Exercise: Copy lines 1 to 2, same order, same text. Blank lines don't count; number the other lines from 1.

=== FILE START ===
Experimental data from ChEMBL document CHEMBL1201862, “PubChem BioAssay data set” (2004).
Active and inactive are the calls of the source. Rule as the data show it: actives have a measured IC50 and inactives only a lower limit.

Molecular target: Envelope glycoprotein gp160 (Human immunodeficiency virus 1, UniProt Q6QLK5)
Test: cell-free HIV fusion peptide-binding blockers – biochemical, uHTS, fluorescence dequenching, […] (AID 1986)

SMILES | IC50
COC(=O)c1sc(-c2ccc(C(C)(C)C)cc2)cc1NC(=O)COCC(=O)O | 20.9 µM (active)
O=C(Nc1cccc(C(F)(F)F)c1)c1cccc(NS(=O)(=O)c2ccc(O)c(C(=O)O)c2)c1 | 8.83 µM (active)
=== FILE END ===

Experimental data from ChEMBL document CHEMBL1201862, “PubChem BioAssay data set” (2004).
Active and inactive are the calls of the source. Rule as the data show it: actives have a measured IC50 and inactives only a lower limit.